Most crashes never have just one cause, but in the case of the fatal 2020 Southern California bus crash, the state of the tires played a significant role.
As a result of the findings of its investigation, the National Transportation Safety Board (NTSB) is working with the United Motorcoach Association (UMA) to explain to motorcoach carriers how to avoid similar situations.
“To ensure industry awareness of this crash investigation and its findings, we recommended that the American Bus Association and the United Motorcoach Association inform their members about the circumstances of this crash and encourage them to create a policy on speed and safe driving on wet roadways and under inclement weather conditions based on authoritative guidance,” the NTSB said in a statement. “We also recommended that these two associations encourage their members to adopt the recommended tire rotation practices established by the U.S. Tire Manufacturers Association, and inform their members who operate in California of the requirements about pre-trip briefings and/or signage in buses concerning California’ mandatory seat belt use law.”
NTSB Investigator Michael LaPonte recently joined a UMA Town Hall to explain the final investigation report on the 2020 Palo Mesa, California, crash, and the lessons learned.
“What we focused on were four areas, basically, in this crash: the speed of the vehicle, the roadway, the tire conditions and the driver’s response to the crash sequence when he actually started losing control,” LaPonte said during the Town Hall presentation. “A very significant issue was the tire tread condition on the bus.”
The agency’s final report noted several issues regarding the tires:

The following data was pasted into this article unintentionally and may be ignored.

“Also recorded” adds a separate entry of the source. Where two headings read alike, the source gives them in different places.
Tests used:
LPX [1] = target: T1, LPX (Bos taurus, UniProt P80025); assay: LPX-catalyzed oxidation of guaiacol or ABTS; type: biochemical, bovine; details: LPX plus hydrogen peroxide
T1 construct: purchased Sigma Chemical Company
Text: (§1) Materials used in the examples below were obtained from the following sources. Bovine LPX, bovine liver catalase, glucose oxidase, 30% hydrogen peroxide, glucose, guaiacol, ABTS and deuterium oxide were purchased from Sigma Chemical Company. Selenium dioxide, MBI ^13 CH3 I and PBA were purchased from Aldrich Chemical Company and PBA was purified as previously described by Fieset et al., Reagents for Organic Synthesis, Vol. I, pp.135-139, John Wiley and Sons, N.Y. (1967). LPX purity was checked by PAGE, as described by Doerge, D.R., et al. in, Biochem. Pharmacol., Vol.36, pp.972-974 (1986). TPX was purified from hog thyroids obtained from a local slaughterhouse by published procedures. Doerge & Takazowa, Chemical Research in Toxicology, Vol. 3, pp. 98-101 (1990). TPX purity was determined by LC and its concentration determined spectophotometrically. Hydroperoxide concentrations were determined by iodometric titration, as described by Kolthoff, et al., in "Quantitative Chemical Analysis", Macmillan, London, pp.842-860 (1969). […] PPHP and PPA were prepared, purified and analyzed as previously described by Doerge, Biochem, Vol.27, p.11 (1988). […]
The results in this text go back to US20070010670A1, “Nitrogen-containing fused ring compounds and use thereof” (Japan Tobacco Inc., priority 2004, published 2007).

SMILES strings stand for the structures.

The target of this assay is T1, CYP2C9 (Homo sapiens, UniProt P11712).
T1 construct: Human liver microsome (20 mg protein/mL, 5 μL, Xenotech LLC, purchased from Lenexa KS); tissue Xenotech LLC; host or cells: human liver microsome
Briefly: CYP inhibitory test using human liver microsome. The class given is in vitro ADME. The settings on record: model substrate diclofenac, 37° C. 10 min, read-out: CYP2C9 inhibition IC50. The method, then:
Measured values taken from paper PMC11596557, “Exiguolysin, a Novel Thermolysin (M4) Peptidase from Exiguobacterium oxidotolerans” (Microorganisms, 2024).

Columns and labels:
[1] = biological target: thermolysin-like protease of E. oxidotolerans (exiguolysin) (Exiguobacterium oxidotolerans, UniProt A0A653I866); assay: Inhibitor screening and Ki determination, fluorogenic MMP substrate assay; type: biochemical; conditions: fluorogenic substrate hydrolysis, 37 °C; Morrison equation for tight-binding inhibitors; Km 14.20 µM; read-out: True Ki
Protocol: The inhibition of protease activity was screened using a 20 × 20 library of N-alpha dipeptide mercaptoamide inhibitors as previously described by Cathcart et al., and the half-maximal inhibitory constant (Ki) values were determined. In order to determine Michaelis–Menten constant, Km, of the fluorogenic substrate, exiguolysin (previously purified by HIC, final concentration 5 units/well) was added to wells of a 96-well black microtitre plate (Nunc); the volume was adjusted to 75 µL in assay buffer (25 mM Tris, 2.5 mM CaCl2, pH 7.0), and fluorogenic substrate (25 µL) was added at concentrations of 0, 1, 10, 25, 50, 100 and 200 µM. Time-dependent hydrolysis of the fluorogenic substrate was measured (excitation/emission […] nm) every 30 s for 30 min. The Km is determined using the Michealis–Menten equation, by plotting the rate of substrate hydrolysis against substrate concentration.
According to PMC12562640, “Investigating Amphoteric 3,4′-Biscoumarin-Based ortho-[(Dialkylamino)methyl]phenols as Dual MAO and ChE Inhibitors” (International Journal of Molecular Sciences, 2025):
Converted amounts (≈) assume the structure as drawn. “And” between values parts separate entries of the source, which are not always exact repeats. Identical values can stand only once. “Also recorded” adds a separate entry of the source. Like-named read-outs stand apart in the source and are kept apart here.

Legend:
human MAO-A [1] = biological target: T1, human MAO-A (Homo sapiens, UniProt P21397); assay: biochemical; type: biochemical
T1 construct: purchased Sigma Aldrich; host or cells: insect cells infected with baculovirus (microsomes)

- The company used new tires only on the front axle.
- It would move both front tires to the rear axle at 5/32-inch tread depth.
- The company would remove rear tires from service at 2/32-inch tread depth.
- The rear tires on the crash bus had been replaced twice since November 3, 2019.
While some motor carriers follow the same tire rotation practices, they aren’t recommended by the UMA Safety Council or the U.S. Tire Manufacturers Association.
During the recent Town Hall session, LaPonte reviewed insights from the NTBS investigation to help bus and motorcoach owners, management and safety personnel avoid similar situations. He has more than 40 years of experience in the motor carrier industry, working every job from dock worker and driver to terminal manager. He worked for the Federal Motor Carrier Safety Administration as a safety investigator prior to joining the NTSB in 2015.
Overall, the investigation concluded that inappropriate driver responses exacerbated the situation to a complete loss of control, during which the bus left the roadway to the right and rolled over. During the rollover, the integrity of the bus’ roof was compromised, so that the roof partially collapsed, and many windows were broken out, putting occupants’ safety at risk. Additionally, most of the 20 passengers were not wearing the available lap/shoulder belts, which further increased passengers’ risk of ejection and displacement.
The crash, which occurred at 10:23 a.m. on Feb. 22, 2020, caused the death of three of the 20 passengers on board, and seriously injured another 12. The 30-passenger bus traveling in the left southbound lanes of Interstate 15, departed the roadway, rolled and came to rest on its roof.
Rainfall a factor
Operated by Executive Lines, the bus was making a daily run from the Los Angeles Basin area to San Ysidro, California, where passengers could easily cross the border into Mexico.